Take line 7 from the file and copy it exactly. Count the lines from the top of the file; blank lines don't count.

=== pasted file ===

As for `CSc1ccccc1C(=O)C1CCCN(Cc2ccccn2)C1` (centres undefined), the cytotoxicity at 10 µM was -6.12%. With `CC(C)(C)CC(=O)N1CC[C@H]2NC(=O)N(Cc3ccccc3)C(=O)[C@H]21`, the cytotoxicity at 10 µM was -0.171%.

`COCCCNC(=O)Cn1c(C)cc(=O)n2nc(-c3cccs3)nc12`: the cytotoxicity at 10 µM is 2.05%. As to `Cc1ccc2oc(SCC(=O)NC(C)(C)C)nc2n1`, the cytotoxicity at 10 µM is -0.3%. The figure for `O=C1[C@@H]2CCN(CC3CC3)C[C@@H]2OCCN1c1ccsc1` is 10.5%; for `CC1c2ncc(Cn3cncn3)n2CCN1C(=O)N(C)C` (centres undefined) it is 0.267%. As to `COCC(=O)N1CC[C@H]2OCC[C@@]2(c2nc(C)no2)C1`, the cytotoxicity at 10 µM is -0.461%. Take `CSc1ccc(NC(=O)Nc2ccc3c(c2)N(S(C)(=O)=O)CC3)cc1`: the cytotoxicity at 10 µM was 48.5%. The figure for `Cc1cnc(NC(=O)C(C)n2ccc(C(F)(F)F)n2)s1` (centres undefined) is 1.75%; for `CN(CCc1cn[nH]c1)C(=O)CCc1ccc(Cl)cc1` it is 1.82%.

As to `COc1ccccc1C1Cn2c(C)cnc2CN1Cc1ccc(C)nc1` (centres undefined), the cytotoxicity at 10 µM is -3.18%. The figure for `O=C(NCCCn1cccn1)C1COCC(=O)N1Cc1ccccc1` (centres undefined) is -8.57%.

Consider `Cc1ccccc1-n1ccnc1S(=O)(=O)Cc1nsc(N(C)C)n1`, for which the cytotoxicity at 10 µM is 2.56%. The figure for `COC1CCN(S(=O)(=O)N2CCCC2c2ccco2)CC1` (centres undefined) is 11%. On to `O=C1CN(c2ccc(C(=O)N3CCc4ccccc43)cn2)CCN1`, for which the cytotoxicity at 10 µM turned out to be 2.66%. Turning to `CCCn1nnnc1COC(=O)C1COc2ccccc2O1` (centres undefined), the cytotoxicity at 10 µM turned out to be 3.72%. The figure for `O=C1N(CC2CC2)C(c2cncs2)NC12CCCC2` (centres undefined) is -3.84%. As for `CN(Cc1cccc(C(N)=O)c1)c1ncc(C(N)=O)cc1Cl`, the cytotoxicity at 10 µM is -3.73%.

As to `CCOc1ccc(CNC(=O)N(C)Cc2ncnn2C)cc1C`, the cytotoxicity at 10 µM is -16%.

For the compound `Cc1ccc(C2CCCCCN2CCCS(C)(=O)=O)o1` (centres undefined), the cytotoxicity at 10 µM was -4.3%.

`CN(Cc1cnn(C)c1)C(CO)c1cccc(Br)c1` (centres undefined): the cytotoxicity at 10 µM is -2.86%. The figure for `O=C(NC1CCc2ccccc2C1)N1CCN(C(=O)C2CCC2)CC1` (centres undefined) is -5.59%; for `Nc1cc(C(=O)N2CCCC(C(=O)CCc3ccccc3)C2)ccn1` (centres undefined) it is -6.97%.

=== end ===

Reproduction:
`CN(Cc1cnn(C)c1)C(CO)c1cccc(Br)c1` (centres undefined): the cytotoxicity at 10 µM is -2.86%. The figure for `O=C(NC1CCc2ccccc2C1)N1CCN(C(=O)C2CCC2)CC1` (centres undefined) is -5.59%; for `Nc1cc(C(=O)N2CCCC(C(=O)CCc3ccccc3)C2)ccn1` (centres undefined) it is -6.97%.